Katrin Arefy

Katrin Arefy

Katrin Arefy is an essayist and playwright who examines the many absurd realities that we experience in our daily lives in her writing.

Her essays and playscripts have appeared in numerous literary magazines, including North Dakota Quarterly, Water~Stone Review, Fleas on the Dog, Free State Review, and Meat for Tea: The Valley Review, The Tusculum Review and Some Scripts Literary Magazine....
Katrin Arefy is an essayist and playwright who examines the many absurd realities that we experience in our daily lives in her writing.

Her essays and playscripts have appeared in numerous literary magazines, including North Dakota Quarterly, Water~Stone Review, Fleas on the Dog, Free State Review, and Meat for Tea: The Valley Review, The Tusculum Review and Some Scripts Literary Magazine.

Her plays have been premiered in New York City, performed in California, reached the semifinalist round at Ivoryton Playhouse’s inaugural Women Playwright’s Initiative, selected for inclusion at the Iranian Drama Festival in Heidelberg, Germany, and Funny Shorts in Florida. Her latest theatre work, The Portrait of an Angel, a Lion, a Monster was premiered in Manhattan, NY in January 2022 The play was well received by he audience and NY critics in a review on The Theatre Times.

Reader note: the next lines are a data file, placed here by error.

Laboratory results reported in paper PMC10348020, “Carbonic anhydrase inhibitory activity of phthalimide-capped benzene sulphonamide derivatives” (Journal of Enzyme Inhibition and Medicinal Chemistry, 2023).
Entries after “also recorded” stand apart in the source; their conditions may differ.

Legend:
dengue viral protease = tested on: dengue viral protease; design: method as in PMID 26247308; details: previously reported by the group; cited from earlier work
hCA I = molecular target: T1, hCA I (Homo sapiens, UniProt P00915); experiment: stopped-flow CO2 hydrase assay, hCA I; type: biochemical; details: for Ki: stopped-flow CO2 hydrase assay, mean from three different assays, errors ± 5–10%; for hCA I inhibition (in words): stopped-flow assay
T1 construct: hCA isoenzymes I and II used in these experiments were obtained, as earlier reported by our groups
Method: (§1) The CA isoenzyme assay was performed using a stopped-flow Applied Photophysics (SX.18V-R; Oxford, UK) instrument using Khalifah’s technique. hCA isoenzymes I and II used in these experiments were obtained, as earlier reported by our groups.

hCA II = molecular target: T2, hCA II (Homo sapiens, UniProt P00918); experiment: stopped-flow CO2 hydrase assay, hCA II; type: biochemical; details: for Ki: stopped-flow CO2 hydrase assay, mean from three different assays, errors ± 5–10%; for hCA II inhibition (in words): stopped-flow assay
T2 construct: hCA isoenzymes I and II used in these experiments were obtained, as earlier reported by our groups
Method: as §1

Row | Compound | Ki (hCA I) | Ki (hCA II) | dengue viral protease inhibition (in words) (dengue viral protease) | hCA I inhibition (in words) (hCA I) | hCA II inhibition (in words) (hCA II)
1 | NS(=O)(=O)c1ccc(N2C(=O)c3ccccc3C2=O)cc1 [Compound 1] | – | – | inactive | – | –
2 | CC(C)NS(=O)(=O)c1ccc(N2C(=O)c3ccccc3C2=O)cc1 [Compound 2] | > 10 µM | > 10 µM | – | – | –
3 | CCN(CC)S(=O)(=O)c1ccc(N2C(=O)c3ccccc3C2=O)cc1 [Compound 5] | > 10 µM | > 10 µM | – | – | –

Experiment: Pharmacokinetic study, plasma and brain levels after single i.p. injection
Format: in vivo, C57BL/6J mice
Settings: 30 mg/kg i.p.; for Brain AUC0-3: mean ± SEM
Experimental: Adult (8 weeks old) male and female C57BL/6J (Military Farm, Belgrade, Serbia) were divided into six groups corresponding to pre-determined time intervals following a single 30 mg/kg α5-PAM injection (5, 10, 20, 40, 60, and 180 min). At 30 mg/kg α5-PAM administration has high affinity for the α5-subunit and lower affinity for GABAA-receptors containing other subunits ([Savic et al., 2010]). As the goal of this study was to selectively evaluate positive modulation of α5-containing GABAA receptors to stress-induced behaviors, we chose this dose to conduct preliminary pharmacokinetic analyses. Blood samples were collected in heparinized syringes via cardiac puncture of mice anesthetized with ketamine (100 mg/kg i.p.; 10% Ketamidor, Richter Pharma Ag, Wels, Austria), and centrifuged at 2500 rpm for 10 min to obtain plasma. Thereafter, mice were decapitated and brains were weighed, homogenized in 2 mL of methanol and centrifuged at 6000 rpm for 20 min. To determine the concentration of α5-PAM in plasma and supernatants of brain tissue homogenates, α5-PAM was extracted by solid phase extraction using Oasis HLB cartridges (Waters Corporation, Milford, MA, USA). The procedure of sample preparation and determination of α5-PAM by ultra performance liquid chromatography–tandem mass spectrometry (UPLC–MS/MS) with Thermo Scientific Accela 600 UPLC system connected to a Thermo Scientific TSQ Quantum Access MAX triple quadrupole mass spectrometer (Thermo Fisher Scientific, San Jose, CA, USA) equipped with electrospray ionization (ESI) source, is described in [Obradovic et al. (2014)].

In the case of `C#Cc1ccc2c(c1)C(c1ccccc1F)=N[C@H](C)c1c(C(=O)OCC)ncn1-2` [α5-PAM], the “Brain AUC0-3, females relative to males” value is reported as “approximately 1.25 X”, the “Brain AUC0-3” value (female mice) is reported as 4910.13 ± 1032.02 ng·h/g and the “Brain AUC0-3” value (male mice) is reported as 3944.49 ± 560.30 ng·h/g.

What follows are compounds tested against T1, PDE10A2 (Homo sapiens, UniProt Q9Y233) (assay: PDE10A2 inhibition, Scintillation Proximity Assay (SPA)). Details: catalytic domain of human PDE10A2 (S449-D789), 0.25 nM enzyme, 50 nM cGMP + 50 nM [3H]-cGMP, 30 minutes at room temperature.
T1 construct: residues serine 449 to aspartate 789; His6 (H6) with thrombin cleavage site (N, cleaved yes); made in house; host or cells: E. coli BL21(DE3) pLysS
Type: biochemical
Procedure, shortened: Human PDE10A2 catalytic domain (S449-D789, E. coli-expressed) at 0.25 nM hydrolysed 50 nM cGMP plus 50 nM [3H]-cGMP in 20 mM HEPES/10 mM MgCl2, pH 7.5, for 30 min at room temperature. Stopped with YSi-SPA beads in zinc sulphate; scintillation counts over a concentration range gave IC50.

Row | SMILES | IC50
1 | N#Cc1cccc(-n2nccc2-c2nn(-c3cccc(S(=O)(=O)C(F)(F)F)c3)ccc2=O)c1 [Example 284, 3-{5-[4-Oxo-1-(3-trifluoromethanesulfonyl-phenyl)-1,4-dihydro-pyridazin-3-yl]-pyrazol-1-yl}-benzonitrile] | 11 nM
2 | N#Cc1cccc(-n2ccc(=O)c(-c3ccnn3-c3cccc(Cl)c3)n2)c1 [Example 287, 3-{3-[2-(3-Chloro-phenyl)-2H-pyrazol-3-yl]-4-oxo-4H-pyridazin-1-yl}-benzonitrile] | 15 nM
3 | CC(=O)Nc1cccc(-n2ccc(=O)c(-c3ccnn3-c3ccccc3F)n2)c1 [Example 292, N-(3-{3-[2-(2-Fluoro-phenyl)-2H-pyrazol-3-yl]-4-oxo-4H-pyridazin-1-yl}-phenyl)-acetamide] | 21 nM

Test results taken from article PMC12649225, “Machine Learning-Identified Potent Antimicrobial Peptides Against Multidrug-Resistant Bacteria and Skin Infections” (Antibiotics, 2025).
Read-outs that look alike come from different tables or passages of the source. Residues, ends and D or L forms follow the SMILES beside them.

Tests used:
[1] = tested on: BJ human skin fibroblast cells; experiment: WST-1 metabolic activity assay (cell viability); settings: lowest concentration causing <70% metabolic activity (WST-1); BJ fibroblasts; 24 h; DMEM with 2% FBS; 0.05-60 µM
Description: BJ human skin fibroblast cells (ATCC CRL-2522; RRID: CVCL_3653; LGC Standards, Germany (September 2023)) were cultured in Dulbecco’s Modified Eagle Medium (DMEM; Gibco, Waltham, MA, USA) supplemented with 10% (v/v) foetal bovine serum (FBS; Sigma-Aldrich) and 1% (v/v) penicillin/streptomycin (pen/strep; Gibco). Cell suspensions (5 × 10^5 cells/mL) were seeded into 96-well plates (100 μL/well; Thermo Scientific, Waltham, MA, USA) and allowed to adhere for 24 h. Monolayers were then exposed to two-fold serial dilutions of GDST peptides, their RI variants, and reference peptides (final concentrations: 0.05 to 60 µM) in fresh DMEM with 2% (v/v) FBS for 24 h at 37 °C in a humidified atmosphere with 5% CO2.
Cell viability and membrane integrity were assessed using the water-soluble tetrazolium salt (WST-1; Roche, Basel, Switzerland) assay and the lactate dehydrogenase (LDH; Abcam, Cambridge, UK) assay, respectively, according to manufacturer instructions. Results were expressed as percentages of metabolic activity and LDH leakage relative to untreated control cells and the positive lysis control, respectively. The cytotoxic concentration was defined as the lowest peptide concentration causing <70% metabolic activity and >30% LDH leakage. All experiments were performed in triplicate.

Katrin's play A Massacre will be included in the 2023 season of Golden Thread Production's ReOrient Festival.


You may see samples of Katrin Arfey’s plays at New Play Exchange or on her website www.katrinarefy.com


Plays

  • The Elbisnopsers! or How Do You Say Their Damn Name?
    Breaking news about a distant civilization disturbs the quiet household of a middle class family, as three adults try to overcome their own fear-inducing ignorance. Turning to their limited resources, they manage to incite their dread of the unknown. The ensuing tempest in a teapot underscores how intercultural miscommunication and lack of knowledge can cause fear of anyone different or unfamiliar. Using a...
    Breaking news about a distant civilization disturbs the quiet household of a middle class family, as three adults try to overcome their own fear-inducing ignorance. Turning to their limited resources, they manage to incite their dread of the unknown. The ensuing tempest in a teapot underscores how intercultural miscommunication and lack of knowledge can cause fear of anyone different or unfamiliar. Using a humorous situation, The Elbisnopsers aims to question the idea of us versus “the other.”
  • A Massacre